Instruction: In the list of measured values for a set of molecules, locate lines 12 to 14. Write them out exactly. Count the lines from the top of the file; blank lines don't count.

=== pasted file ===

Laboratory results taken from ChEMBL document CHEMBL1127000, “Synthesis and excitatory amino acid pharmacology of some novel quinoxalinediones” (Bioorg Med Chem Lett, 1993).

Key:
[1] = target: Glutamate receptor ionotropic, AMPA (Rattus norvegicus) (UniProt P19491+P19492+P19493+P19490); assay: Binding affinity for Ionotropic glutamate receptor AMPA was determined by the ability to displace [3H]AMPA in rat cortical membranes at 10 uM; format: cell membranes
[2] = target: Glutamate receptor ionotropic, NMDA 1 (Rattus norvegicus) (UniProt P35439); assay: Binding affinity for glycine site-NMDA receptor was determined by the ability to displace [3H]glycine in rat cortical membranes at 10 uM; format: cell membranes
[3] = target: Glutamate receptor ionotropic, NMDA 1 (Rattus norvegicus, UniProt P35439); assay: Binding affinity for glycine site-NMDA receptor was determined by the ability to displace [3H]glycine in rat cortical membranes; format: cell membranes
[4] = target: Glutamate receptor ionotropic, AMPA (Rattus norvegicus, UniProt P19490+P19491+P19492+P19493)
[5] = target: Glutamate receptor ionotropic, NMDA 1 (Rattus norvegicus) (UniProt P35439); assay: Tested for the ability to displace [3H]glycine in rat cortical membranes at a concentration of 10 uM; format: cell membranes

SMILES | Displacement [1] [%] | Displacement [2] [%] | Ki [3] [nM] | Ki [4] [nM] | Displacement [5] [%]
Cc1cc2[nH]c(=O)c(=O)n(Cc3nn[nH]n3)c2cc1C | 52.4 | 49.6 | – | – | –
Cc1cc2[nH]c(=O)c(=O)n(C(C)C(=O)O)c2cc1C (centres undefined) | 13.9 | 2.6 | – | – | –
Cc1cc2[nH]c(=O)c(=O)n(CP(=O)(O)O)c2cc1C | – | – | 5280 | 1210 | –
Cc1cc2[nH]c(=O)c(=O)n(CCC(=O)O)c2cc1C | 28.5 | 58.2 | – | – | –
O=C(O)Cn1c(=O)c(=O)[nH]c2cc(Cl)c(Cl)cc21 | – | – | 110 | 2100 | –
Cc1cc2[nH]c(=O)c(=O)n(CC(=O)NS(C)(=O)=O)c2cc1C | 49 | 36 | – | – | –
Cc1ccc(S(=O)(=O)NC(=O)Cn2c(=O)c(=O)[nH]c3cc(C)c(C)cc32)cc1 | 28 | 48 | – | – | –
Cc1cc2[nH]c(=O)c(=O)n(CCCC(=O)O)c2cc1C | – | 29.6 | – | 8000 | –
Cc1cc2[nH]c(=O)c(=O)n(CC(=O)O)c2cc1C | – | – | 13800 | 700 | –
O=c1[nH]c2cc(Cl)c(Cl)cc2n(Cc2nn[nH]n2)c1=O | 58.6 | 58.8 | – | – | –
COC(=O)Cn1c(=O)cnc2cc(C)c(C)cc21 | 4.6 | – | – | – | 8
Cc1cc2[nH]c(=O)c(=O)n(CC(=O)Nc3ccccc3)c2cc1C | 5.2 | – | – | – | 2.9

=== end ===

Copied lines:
Cc1cc2[nH]c(=O)c(=O)n(CCC(=O)O)c2cc1C | 28.5 | 58.2 | – | – | –
O=C(O)Cn1c(=O)c(=O)[nH]c2cc(Cl)c(Cl)cc21 | – | – | 110 | 2100 | –
Cc1cc2[nH]c(=O)c(=O)n(CC(=O)NS(C)(=O)=O)c2cc1C | 49 | 36 | – | – | –